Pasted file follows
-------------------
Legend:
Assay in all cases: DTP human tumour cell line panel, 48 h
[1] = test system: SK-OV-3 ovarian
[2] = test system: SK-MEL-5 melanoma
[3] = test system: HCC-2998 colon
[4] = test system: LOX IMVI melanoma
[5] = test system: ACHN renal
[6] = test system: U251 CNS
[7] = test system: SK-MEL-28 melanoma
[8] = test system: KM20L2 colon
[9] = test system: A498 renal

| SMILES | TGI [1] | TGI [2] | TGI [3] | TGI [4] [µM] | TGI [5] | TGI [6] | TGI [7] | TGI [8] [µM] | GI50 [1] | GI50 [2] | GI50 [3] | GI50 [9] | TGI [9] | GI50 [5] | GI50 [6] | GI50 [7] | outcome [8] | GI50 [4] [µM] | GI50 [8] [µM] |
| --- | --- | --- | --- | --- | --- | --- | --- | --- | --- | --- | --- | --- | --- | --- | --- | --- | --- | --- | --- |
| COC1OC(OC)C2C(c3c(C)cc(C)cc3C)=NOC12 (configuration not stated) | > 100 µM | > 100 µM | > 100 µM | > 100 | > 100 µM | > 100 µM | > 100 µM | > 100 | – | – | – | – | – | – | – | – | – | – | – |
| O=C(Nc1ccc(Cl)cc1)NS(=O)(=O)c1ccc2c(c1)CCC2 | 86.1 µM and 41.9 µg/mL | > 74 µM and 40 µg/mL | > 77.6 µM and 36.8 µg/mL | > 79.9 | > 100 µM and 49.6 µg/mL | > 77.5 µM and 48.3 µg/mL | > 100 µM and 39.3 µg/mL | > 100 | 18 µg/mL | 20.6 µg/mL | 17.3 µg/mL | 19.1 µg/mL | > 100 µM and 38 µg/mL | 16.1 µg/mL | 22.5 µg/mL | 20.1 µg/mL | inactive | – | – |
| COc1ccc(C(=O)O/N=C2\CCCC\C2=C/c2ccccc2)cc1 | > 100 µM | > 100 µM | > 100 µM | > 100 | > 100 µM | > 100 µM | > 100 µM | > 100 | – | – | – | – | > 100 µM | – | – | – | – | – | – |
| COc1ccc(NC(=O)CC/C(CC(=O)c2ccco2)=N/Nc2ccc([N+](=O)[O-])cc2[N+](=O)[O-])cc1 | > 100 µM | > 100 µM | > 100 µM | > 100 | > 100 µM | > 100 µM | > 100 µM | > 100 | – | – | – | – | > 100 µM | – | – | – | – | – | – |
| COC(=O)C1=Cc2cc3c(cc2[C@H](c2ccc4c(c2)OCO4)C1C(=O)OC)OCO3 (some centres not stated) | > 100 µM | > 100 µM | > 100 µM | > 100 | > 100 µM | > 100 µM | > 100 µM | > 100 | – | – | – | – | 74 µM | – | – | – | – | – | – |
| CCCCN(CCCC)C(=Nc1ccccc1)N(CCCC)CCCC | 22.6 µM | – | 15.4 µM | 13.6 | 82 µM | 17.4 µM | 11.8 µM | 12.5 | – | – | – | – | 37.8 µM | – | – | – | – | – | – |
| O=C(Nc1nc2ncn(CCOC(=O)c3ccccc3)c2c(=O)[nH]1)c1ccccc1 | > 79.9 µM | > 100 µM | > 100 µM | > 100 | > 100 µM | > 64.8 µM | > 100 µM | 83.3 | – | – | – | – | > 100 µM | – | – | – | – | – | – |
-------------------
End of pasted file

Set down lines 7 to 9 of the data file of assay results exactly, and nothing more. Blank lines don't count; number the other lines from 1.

[5] = test system: ACHN renal
[6] = test system: U251 CNS
[7] = test system: SK-MEL-28 melanoma